Dr. Hogrogian was considered an eccentric and patronizingly called a "mystic,"without any understanding of what the word meant. But the few who came toknow him were clear that he was indeed a mystic, one whose powers of mind blended with keen intuition and certain innate psychic capabilities. The aged professor was, however, a striking example of humility, the kind that can only beforged in a lifetime of inner spiritual effort. He never put forth his unusual talentsand brilliant learning unless they could benefit another person, and even then itwas with an unassuming aura that often veiled his profound contributions. Despitea serious heart condition and a laundry list of physical ailments, the professor wasin the tower again on this night. Sitting at the small wooden table in the corner of a room jammed with books, he was leaning over yellow, water-stained pagesattempting to decipher the fading print.Something was different on this cold winter night. Never before had the professor remained in the tower at such a late hour. Never before had his shriveled skeletonof a body been wracked with an intensity that bordered on frenzy. Before him laywritings dating back to the first century A.D. The words were in Hebrew. Dr.Hogrogian slowly, relentlessly moved his finger across the page from right to left.In an excited whisper, he translated the ancient words to himself."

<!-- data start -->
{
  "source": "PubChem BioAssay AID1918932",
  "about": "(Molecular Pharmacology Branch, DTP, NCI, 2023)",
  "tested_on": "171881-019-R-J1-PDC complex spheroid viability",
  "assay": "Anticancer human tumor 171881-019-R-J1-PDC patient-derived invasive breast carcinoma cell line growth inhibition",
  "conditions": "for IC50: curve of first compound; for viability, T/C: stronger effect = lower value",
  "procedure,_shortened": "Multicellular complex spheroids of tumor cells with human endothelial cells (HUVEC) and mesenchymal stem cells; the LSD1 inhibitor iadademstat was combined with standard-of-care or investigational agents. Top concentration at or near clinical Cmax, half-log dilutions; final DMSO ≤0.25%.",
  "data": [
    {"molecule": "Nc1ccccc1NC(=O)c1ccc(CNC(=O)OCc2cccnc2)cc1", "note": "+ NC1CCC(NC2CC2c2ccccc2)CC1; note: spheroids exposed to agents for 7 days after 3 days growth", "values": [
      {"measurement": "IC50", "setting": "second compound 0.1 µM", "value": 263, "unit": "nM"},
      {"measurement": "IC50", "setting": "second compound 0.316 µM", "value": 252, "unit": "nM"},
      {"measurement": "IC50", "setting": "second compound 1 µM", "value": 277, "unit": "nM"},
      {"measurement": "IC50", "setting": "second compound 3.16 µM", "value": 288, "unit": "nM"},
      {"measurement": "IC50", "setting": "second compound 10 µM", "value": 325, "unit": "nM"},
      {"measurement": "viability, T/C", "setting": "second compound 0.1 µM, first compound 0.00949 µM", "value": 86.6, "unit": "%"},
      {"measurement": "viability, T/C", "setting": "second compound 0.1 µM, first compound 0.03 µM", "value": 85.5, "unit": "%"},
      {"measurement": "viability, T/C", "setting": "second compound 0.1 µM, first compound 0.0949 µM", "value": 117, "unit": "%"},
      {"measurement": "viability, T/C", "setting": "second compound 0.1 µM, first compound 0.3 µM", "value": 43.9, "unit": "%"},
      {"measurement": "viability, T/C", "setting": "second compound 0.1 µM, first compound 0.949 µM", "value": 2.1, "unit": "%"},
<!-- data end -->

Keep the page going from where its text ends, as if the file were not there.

And there shall be two.
.."The trembling finger stopped and remained on the end of the sentence, shakinglike a reed in a howling wind. The aged professor turned to his battered briefcasethat sat open on the desk next to him. With his other hand, he rummaged throughthe mess of papers and books and pulled out a shiny, brand new paperback whichseemed oddly out of place in this mortuary of whithered works. He fumbledthrough it, searching for a passage he had marked in ink the day before. The topof his balding head turned a scarlet red. His worn and wrinkled face suddenly began to beam with a youthful energy, a momentary Indian summer peeringthrough the late autumn of his life. The book was the latest publication on thefindings of the Dead Sea Scrolls. Lost for centuries and accidently found in cavesnear the sight of the mysterious Essene sect, these treasures were only now being published for the general public.He read from a chapter on one of the most intriguing scrolls to be pieced together,the "Manual of Discipline." It contained both the way of life and the teachings of the esoteric community at Qumran in the heart of the Judean desert, not far fromthe wilderness where John the Baptist had called his people to spiritual renewal."Another Messiah..." the old man murmured in awe. "There is to be another Messiah for our time..."He threw the book down and pulled from his pocket the morning edition of thelocal paper. Spreading the newspaper out before him, he turned to the back pageof the second section. His finger once again undertook its scanning efforts, this2